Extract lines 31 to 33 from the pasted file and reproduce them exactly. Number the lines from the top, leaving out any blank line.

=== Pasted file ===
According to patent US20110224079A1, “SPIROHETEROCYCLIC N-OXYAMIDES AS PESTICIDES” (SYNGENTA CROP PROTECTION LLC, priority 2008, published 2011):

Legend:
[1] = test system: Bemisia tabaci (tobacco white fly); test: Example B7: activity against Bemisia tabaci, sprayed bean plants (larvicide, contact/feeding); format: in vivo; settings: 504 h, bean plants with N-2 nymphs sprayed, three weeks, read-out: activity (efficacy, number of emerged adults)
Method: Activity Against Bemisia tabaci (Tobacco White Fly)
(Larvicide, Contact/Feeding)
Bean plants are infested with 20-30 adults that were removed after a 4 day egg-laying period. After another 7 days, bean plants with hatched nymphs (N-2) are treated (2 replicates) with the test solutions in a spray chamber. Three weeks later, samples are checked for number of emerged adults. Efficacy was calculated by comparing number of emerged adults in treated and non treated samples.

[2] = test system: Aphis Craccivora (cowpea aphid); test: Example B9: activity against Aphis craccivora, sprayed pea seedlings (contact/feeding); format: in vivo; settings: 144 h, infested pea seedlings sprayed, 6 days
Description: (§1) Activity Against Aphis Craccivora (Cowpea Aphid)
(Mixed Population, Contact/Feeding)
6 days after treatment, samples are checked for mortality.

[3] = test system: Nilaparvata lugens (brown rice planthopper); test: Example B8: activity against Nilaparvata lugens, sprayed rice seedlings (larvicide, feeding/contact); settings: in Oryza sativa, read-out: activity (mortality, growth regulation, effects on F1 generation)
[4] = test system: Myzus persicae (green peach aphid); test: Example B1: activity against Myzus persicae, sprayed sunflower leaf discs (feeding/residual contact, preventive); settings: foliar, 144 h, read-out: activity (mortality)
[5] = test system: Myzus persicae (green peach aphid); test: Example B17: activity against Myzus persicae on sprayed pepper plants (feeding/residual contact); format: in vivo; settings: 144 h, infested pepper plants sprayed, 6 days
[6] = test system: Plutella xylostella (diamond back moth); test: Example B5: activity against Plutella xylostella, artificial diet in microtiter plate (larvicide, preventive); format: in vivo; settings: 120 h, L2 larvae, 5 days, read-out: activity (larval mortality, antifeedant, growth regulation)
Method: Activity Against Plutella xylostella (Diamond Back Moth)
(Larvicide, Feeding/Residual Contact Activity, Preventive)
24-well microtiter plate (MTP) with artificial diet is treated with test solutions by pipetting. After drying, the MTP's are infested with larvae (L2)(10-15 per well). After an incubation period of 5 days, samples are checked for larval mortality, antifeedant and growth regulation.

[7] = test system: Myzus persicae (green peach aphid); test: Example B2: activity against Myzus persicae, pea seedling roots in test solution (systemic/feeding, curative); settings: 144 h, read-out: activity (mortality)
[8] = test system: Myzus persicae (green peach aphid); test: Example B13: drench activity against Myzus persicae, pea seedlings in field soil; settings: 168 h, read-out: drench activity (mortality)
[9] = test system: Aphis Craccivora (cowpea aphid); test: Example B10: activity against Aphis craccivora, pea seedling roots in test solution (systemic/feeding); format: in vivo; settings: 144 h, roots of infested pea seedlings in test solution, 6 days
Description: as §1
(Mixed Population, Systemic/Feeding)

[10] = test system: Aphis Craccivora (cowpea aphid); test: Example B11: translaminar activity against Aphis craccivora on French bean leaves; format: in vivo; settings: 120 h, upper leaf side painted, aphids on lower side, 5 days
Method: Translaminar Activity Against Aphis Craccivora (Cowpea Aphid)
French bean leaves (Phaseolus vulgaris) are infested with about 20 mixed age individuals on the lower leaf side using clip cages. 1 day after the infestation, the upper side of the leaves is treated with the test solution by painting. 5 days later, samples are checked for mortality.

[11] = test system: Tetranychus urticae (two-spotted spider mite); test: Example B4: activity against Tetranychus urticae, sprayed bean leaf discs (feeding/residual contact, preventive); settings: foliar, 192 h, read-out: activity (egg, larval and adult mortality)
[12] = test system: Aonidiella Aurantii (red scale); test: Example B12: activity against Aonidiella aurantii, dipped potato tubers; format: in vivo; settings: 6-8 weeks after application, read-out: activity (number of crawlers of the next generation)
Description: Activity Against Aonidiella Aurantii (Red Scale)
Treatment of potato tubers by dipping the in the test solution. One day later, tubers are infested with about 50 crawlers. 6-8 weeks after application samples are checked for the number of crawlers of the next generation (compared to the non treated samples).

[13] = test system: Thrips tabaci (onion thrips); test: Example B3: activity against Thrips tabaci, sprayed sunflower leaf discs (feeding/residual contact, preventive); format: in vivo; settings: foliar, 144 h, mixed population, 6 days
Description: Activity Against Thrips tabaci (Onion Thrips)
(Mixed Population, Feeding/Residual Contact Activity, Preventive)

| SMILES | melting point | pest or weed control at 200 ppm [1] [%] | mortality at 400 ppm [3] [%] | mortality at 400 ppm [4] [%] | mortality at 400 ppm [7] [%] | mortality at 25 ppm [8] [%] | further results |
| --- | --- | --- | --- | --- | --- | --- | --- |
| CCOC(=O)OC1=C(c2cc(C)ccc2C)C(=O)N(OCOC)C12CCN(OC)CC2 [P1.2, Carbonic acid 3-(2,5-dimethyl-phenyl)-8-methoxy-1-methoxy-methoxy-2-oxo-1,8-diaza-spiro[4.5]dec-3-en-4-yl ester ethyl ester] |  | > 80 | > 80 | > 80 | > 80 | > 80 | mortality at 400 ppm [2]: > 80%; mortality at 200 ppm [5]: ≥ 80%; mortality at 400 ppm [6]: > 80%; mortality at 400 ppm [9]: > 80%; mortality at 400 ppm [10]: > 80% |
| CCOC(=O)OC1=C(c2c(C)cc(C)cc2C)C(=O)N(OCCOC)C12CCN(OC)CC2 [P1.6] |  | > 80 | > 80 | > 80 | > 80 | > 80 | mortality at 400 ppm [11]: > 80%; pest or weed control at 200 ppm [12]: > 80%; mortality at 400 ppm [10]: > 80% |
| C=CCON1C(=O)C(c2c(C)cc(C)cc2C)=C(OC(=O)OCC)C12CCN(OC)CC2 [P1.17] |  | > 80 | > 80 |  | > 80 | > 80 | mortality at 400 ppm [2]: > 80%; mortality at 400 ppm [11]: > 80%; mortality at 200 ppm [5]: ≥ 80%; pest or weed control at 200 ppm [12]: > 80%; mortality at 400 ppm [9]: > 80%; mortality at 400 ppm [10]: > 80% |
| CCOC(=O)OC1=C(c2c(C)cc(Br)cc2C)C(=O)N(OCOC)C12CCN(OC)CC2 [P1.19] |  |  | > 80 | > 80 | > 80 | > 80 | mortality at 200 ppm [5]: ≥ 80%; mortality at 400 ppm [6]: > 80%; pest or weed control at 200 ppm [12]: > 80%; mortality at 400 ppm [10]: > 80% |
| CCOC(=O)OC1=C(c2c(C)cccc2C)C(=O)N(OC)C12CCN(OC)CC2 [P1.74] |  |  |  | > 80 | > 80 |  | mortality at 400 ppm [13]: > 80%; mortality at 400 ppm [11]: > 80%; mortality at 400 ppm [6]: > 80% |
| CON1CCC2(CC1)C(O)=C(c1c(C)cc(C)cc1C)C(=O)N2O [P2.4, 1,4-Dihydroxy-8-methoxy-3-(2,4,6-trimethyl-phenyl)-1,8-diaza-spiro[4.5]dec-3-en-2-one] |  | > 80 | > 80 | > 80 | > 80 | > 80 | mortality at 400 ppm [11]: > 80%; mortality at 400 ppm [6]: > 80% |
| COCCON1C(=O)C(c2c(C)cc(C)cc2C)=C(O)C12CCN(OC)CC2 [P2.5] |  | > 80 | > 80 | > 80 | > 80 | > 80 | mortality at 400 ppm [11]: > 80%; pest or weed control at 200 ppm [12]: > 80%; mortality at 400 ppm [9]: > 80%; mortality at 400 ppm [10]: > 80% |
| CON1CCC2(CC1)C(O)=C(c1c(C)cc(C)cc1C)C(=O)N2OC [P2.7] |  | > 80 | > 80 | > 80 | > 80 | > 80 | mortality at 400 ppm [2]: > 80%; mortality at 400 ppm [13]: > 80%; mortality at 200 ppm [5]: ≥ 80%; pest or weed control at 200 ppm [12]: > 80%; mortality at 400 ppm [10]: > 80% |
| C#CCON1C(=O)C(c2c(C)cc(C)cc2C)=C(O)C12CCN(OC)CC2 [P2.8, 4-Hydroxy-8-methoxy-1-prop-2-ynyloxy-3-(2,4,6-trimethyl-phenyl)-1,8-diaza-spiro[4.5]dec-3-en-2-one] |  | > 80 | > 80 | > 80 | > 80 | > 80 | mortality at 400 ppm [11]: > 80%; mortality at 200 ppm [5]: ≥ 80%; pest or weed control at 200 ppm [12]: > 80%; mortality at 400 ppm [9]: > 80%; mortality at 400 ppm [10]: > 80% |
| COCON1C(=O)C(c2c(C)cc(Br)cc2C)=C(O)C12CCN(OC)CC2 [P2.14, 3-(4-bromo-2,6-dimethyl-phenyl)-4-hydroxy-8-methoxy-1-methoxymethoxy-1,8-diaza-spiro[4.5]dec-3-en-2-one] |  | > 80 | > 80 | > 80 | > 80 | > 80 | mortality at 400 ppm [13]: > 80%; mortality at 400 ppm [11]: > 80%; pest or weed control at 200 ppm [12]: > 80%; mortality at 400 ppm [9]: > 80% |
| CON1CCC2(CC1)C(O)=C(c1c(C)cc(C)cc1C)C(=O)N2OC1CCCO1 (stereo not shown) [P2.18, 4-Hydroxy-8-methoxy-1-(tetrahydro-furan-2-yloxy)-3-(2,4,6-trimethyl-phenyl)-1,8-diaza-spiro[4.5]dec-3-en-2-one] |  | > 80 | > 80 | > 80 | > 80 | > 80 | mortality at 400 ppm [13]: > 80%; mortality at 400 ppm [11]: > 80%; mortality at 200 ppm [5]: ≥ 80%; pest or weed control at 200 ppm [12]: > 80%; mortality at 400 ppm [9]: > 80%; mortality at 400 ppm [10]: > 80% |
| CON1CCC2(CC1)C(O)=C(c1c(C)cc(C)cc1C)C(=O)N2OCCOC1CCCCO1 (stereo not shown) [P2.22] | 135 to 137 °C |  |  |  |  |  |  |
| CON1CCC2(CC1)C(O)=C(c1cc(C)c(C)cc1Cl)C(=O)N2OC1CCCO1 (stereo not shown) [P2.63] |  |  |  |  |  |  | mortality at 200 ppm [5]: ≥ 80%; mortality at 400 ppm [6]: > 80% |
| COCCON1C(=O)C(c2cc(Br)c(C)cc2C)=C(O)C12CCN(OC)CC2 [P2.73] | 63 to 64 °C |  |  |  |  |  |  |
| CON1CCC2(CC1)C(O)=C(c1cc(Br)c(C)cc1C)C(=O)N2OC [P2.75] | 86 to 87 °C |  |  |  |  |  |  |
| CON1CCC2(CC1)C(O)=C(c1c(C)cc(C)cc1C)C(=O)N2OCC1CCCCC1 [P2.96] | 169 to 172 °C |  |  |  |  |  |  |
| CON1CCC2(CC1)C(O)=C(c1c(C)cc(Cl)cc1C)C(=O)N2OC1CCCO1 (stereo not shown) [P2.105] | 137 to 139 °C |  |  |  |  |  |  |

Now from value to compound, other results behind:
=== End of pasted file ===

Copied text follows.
Description: Activity Against Thrips tabaci (Onion Thrips)
(Mixed Population, Feeding/Residual Contact Activity, Preventive)

| SMILES | melting point | pest or weed control at 200 ppm [1] [%] | mortality at 400 ppm [3] [%] | mortality at 400 ppm [4] [%] | mortality at 400 ppm [7] [%] | mortality at 25 ppm [8] [%] | further results |